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Canning bible?

Looking to start preserving some of summer's goodness. Looking to purchase something authoritative. Thanks in advance...

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  1. I like the Ball book. To me the instructions (for a newbie) are easy to understand and the recipes are pretty good (I just started canning last year). But you should also search here for canning because a lot of more experienced people have books that they like and that they've recommended here.

    1. The two I have relied on for more than 20 years are Putting Food By and The Ball Blue Book Guide to Preserving.



      1. The Ball Complete Book of Home Preserving by Judi Kingry is the best canning book out there, IMHO. It has wonderful recipes and techniques for newbies and canning veterans. You will use it for years to come. I have been canning for almost 20 years, and I am still finding new things to try in this book! Also, if you are interested in pickling, I'd suggest Linda Ziedrich's Joy of Pickling for all things pickled. Good stuff! Happy canning!

        3 Replies
        1. re: momskitchen

          I plan on purchasing the Blue Ball Book of Canning and Preserves based on all the recommendations from this thread and noticed that there are a few editions out. The newest one being July 2010. Do you know if there is much difference between this one and Blue Ball Book of Preserving (June 2004)? If so, do you have a preference? I ask because the only place I can get the books are online (being in Canada) so I am not able to flip through them to compare. Of note the 2004 edition is about $10 cheaper so if there isn't much difference I'll probably opt for the 2004 one.

          1. re: 02putt

            You'll always want the newest edition available, so that it incorporates the newest research and recommendations on safety. If you're looking at the Ball Blue Book, the current version has peaches on the cover and should be available for less than $10 online. The Ball Complete Guide to Home Preserving (I'm running from memory, but the title is very similar to that) is available on Amazon for less than $15. Also, Google the National Center for Home Food Preservation - some of the recipes are less creative than Ball, but the site has a lot of recipes and links to the USDA's Complete Guide to Home Canning, both of which are safe and reliable sources for recipes.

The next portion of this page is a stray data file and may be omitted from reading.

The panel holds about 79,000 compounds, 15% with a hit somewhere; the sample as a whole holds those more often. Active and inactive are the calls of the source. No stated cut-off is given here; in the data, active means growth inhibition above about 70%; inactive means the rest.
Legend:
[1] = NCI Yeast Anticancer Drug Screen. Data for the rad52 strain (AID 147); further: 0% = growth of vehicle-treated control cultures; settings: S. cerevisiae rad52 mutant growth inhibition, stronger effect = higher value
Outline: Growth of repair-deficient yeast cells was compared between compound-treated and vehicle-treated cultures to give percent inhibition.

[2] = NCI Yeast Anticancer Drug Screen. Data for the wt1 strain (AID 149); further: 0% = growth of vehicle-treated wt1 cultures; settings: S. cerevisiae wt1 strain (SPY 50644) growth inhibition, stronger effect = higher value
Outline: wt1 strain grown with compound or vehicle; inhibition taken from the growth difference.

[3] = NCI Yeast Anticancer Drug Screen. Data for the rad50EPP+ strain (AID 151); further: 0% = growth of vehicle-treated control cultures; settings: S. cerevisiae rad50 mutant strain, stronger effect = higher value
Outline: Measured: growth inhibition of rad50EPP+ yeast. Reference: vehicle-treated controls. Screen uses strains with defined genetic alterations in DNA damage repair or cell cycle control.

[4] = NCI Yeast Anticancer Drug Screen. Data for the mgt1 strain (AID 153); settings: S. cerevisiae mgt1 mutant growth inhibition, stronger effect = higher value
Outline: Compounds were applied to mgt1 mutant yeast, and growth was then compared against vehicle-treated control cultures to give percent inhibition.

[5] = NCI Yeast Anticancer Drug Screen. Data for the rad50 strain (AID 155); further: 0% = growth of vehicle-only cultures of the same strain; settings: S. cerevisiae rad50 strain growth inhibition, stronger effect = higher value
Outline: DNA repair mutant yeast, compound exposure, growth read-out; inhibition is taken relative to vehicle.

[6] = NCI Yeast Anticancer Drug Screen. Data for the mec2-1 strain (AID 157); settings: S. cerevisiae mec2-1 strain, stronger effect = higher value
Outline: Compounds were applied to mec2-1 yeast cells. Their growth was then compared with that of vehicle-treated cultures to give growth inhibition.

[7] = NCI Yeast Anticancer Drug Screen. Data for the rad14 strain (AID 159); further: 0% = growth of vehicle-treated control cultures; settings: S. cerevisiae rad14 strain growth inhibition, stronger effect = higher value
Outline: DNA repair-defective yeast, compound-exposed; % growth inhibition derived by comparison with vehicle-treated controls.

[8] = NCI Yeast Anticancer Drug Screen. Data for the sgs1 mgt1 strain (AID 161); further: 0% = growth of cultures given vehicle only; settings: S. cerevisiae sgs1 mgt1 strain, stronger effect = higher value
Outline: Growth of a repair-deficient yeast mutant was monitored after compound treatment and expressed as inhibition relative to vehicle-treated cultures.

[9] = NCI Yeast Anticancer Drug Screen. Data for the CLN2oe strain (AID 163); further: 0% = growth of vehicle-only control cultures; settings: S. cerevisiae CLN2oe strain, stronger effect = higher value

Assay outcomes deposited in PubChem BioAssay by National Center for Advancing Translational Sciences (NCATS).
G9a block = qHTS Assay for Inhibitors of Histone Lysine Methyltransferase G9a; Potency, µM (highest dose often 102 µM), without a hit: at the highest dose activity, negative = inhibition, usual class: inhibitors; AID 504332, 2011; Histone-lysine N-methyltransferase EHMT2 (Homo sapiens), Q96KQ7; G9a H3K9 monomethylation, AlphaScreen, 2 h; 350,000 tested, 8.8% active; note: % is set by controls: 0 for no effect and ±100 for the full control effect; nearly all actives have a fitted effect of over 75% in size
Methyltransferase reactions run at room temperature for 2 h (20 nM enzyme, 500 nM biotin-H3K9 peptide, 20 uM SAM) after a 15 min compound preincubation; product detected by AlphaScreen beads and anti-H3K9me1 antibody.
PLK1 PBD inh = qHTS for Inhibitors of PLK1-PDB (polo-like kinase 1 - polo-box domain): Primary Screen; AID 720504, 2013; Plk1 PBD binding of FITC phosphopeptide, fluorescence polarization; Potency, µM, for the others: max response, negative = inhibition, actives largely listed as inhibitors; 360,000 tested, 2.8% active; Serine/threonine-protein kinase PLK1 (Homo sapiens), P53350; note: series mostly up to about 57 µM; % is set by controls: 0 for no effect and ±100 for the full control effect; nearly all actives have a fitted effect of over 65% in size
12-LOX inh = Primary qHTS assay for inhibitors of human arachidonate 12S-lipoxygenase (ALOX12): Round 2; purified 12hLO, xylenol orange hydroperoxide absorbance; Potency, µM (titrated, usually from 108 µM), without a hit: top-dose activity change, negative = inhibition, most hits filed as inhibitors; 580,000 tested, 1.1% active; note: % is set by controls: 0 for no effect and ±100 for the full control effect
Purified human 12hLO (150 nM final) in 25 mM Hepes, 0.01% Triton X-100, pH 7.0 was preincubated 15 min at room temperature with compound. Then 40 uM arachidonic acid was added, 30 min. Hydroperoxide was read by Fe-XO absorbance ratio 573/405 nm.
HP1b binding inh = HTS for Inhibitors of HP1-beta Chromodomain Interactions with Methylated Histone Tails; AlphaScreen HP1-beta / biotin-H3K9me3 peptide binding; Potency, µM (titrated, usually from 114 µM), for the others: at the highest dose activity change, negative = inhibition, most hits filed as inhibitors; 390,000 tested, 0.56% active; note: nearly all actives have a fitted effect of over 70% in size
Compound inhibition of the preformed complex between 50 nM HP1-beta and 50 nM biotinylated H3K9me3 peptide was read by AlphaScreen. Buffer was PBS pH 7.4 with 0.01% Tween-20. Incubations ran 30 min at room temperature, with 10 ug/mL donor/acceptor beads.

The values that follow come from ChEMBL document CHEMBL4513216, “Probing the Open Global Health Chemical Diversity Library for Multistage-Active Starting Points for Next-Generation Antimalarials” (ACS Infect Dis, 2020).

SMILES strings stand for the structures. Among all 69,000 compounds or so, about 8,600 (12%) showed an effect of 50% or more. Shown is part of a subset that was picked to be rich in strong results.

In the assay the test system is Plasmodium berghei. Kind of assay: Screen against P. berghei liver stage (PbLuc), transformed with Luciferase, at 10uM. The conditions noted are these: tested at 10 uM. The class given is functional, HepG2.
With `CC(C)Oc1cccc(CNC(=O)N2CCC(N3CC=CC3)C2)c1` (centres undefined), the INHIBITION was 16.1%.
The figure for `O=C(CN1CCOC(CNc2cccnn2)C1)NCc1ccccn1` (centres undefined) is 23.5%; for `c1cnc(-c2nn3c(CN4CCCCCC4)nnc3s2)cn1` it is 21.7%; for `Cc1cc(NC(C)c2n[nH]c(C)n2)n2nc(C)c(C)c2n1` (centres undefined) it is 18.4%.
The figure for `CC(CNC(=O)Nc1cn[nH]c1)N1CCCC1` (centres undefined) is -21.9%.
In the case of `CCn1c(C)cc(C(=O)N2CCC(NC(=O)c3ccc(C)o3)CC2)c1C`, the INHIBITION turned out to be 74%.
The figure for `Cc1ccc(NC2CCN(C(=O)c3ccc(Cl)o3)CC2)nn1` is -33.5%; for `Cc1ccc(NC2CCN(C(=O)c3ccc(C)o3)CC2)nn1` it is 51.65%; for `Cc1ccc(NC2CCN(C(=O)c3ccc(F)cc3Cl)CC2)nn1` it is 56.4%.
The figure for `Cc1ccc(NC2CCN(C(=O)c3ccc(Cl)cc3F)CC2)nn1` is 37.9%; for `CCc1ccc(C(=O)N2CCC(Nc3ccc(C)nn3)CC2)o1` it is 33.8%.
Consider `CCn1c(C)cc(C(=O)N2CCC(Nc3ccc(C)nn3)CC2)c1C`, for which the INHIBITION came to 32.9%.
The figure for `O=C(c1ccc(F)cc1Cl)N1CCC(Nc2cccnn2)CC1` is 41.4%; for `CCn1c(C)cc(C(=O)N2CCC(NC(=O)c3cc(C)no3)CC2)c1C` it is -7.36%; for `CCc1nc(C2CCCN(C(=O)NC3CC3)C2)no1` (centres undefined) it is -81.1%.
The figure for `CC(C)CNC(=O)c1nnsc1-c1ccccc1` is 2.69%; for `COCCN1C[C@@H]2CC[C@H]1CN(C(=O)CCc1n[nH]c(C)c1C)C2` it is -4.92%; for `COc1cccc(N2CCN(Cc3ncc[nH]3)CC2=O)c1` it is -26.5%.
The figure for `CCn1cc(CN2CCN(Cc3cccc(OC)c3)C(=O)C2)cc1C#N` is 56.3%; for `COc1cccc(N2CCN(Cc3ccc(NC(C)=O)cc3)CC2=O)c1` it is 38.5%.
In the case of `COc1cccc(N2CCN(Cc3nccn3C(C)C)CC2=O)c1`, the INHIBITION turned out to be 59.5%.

2. re: momskitchen

            This is the only book I've used in my four year canning adventure. I like all the recipes I've tried so far but, even more, appreciate the full explanations of all the steps of water bath and pressure canning. I copied the relevant pages and high-lighted the copies for easy reading. When I first started I always had the pages taped to the kitchen wall in the appropriate order so I didn't miss a step.

          3. Preserving Summer's Bounty by Marylin Kluger (NOT the Rodale book with Susan McClure by the same title) has been my personal bible